Supervisor must make every effort to avoid shutdown
Building Two second shift Maintenance Group Leader Hugh Donnetz tried futilely to fix the boiler’s pressure control gauge when it went crazy at 8:30 p.m. Donnetz couldn’t be sure if the problem was a faulty gauge or the pressure itself. Only a maintenance specialist in the main building was qualified to make that judgment. Wisely deciding he couldn’t take a chance, Donnetz shut down the boiler, idling 16 employees who were working on an important customer order.
He reached into his pocket for a coin but didn’t find one. Normal telephone service was disconnected on the second shift because unauthorized long distance calls had gotten out of hand. The only available phone was a pay unit. Donnetz who, like other members of the second shift crew, was bitter over discontinuance of free telephone service decided this would teach management a lesson that being chintzy didn’t pay off.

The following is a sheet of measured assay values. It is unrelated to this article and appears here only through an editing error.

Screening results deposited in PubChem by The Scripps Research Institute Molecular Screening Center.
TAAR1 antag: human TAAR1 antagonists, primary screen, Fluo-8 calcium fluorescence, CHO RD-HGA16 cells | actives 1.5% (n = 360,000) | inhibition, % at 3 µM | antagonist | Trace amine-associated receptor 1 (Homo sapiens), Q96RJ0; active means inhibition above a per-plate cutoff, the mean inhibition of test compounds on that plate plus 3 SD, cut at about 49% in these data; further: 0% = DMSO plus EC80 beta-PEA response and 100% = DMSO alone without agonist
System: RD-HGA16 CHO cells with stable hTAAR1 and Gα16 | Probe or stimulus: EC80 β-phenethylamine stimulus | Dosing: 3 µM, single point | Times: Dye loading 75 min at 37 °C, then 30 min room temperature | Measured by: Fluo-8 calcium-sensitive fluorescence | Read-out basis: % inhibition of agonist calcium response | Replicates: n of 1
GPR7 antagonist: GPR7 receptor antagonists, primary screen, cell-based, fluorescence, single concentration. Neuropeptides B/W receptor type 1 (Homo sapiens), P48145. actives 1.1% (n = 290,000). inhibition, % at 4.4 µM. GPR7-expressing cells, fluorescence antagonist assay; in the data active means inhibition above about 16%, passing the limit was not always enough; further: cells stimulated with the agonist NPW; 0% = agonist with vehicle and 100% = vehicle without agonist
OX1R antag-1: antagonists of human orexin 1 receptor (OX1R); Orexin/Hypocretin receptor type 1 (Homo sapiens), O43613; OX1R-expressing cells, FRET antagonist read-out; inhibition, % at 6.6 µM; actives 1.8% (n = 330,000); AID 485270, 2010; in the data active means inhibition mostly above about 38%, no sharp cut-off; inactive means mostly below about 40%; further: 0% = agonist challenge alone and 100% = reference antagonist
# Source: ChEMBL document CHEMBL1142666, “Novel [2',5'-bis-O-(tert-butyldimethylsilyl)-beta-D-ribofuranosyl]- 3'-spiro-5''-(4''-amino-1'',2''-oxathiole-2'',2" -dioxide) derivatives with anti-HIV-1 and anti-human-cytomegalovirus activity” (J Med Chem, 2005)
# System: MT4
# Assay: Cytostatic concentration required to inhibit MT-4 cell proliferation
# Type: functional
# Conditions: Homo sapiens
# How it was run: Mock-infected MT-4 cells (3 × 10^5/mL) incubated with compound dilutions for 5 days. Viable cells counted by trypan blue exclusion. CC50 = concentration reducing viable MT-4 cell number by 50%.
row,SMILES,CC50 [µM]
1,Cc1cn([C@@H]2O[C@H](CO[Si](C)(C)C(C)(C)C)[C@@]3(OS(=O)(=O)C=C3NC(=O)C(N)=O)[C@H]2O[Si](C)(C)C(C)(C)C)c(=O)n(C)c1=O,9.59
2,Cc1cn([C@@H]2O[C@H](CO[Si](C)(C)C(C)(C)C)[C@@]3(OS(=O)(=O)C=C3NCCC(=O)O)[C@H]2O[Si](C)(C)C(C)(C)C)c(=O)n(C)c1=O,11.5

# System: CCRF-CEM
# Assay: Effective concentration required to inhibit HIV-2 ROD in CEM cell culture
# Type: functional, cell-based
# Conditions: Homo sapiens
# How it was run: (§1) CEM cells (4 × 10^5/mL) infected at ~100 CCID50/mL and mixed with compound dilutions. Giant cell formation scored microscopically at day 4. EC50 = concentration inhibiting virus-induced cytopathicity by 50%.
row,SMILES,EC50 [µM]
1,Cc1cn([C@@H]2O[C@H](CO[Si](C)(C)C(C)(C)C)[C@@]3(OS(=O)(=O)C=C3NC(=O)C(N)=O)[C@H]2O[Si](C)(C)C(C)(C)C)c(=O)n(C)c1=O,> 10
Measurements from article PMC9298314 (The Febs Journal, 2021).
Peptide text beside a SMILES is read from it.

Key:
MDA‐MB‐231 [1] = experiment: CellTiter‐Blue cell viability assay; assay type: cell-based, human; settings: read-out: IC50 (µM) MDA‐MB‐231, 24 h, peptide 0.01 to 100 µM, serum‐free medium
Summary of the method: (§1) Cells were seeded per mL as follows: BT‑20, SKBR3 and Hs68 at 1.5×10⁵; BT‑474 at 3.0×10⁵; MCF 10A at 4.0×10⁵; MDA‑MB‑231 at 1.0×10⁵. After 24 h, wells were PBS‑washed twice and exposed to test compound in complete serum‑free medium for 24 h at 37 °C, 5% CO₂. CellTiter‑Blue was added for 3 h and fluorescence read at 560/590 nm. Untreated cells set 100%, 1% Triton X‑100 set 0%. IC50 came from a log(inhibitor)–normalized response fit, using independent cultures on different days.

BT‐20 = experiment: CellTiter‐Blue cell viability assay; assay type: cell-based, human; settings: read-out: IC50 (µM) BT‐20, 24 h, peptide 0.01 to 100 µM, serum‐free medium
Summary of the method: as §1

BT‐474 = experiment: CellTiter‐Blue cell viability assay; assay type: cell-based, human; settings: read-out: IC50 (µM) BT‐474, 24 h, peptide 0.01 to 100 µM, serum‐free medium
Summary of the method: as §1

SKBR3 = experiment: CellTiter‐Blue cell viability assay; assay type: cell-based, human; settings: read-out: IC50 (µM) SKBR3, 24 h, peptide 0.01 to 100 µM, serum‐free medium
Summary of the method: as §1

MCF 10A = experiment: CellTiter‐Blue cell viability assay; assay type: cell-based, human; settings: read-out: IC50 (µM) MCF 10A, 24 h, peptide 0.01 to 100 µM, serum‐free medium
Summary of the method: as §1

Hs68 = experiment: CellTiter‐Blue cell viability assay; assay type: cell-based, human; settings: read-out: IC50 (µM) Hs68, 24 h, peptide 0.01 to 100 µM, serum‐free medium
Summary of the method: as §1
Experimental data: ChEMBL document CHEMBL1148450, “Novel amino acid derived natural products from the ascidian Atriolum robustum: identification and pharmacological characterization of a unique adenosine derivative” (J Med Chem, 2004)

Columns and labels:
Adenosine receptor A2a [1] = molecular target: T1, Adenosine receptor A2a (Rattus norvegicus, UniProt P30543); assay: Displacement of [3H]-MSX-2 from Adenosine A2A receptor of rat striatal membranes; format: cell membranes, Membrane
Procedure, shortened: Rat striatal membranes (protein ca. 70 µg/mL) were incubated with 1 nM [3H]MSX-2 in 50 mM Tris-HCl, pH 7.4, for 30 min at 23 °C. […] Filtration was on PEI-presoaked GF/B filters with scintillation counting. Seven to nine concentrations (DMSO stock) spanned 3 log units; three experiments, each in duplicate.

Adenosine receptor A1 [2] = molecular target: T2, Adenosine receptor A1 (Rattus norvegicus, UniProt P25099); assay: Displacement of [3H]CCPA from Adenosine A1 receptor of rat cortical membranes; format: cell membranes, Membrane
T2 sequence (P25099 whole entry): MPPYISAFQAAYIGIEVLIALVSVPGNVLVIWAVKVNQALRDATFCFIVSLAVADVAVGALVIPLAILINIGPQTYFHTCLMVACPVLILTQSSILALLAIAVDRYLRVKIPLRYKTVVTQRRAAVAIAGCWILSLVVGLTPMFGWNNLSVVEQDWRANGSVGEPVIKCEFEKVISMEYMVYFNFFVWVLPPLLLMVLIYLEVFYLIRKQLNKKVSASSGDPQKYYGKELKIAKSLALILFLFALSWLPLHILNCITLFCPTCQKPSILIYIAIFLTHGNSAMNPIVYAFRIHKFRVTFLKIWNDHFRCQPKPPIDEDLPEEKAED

The shift still had 3 1/2 hr to go. The production workers were content to sit on their butts and schmooze. They would be paid anyhow.
Next day when Maintenance Manager Stu Trainer learned what had happened, he gave Donnetz a 10-day suspension.
“It wasn’t my fault that telephone service was cut off and I didn’t have a coin for the pay phone.”
Trainer remained tightlipped. “So you’re telling me that with a 16-man shift you couldn’t have borrowed a coin?”
Donnetz shrugged. “That wasn’t my job.” He threatened to grieve the suspension.
Question: Can Trainer — should Trainer — persist in enforcing the discipline?
Klein’s verdict: “The suspension stands,” Plant Engineer Henry Klein ruled. “Regular phone service was shut off for a valid and reasonable cause. As a group leader, it was Donnetz’s obligation to represent management and act in the company’s best interests. His failure to do so cost the company a lot of money and jeopardized a good account. He’s getting off easy with a 10-day suspension. A better decision might have been to fire him.”